Xylophanes libya
Updated as per http://www.pybio.org/SPHINGINAE.htm (Paraguay), October 2007
Updated as per personal communication with Jose Ramon Alvarez Corral (Barinas, Venezuela) May 28, 2012; ongoing

Xylophanes libya
(Druce, 1878) Choerocampa

Xylophanes libya male courtesy of Dan Janzen.

This site has been created by Bill Oehlke at oehlkew@islandtelecom.com
Comments, suggestions and/or additional information are welcomed by Bill.


Family: Sphingidae, Latreille, 1802
Subfamily: Macroglossinae, Harris, 1839
Tribe: Macroglossini, Harris, 1839
Genus: Xylophanes Hubner [1819] ...........
Species: libya (Druce, 1878)


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Xylophanes libya moths (Wing span: 2 11/16 - 2 15/16 inches (6.8 - 7.4 cm)) fly from Amazonas and the Guianas north through
Belize: Corozol, Cayo, Stann Creek, Orange Walk, Toledo;
Guatemala: Izabal (JM) to
South Texas. Panama is the specimen type locality. Moths have been taken in Venezuela: (Barinas (JRAC)), and as far south and west as
Bolivia: Santa Cruz: Ichilo, La VÝbora; Cochabamba: Chapare, Incachaca, (2000m);
Paraguay: Canindeyu, Alto Parana, Caaguazu.

The upperside of the forewing is olive brown with darker shading and dark longitudinal lines. The upperside of the hindwing is dark olive brown with an orange-yellow postmarginal band. The underside of both is dull orange-yellow with dark shading and spots. The forewing has a tan patch along the outer margin.

This moth is probably synonymous with Xylophanes pallescens.

The pronunciation of scientific names is troublesome for many. The "suggestion" at the top of the page is merely a suggestion. It is based on commonly accepted English pronunciation of Greek names and/or some fairly well accepted "rules" for latinized scientific names.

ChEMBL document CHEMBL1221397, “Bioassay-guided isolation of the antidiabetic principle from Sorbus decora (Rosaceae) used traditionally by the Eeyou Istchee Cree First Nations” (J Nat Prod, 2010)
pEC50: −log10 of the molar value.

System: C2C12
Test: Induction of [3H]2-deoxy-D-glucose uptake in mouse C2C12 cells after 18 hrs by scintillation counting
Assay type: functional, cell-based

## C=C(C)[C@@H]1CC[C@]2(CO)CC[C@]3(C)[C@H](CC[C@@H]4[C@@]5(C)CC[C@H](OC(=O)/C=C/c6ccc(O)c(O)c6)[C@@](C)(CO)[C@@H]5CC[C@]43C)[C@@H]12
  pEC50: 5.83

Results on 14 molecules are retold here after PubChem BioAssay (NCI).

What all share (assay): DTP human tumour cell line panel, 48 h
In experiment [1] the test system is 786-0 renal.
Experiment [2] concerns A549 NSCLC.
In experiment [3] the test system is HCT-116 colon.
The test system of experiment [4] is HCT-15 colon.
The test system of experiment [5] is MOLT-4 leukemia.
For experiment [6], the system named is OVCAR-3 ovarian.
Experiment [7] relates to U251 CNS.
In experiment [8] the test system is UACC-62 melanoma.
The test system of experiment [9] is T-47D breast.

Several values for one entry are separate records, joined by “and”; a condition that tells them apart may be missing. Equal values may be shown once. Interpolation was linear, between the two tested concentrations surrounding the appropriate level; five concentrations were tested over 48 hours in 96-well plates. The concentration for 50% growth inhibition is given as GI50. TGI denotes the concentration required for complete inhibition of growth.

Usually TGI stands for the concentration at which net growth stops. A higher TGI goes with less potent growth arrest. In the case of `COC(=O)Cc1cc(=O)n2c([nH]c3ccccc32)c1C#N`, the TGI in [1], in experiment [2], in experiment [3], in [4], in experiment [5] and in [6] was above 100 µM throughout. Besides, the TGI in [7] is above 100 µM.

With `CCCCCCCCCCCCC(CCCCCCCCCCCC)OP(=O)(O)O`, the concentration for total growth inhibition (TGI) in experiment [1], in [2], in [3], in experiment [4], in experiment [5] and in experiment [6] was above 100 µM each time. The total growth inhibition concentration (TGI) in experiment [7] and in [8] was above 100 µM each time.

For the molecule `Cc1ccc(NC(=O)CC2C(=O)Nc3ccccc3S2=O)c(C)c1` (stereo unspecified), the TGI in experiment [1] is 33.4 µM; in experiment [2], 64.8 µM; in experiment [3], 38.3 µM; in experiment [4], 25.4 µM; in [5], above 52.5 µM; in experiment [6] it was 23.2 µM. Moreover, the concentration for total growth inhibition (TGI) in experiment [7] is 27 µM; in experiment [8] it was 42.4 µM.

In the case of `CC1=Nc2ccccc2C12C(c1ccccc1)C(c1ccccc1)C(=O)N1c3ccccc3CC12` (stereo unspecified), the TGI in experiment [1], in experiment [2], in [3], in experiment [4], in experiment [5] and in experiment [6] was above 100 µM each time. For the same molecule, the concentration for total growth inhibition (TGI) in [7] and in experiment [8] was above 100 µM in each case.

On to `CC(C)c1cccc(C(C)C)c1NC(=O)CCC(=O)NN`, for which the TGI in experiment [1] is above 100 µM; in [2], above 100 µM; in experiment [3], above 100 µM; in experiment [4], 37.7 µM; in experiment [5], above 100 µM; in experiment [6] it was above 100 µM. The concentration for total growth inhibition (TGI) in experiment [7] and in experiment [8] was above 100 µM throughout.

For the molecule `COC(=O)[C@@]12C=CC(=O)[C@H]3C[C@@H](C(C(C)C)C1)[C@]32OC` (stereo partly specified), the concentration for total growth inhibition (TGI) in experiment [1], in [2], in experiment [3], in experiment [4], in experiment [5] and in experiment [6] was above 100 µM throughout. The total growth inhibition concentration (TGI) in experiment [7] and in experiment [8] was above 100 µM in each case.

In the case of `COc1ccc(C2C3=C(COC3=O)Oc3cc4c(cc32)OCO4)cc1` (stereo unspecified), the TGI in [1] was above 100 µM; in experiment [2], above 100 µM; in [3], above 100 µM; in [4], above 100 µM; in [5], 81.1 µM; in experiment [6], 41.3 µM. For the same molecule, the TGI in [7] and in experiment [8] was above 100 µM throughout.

The suggested pronunciations, on this page and on other pages, are primarily put forward to assist those who hear with internal ears as they read.

There are many collectors from different countries whose intonations and accents would be different.

Jean Marie Cadiou writes, "When I say "Xylophanes" in English I pronounce it something like "Zailophanees", with the emphasis on the "o". The French pronounce it differently, something like "Kzeelophaness" with no emphasis, and the Germans yet in a different way..."

"Xylophanes" sounds like it is from Greek mythology.

In Greek mythology, Libya was the daughter of Epaphus, a son of Zeus and King of Egypt, and Memphis. She was ravished by the god Poseidon to whom she bore twin sons, Belus and Agenor.

Xylophanes libya male (top), Xylophanes libya male (bottom),
courtesy of Hubert Mayer copyright.


The Libya sphinx, Xylophanes libya, adults probably brood continuously with pupae emerging after rains. In Costa Rica moths have been taken in every month of the year. The south Texas flight occurs in October. In Bolivia this species has been taken in April.


Pupae probably wiggle to surface from subterranean chambers just prior to eclosion.


Females call in the males with a pheromone released from a gland at the tip of the abdomen. Males come in to lights very readily, but females are seldom taken in that way.

Xylophanes libya female courtesy of Dan Janzen.


Larvae feed on Psychotria horizontalis, Psychotria nervosa, and Psychotria microdon of the Rubiaceae family.

This species has a dark caterpillar. The eyes are yellow with large dark black centers. The last two instars have a large blue dot in the eyes which makes them look crossed. There is a black pupil in center of each eye, a patterned iris, and a faint yellow eye ring. The tail is a straight spike needle in last instar; the caterpillar is dark brown.

Moths emerge approximately 15-20 days after larvae pupate. The cremaster is sharp.

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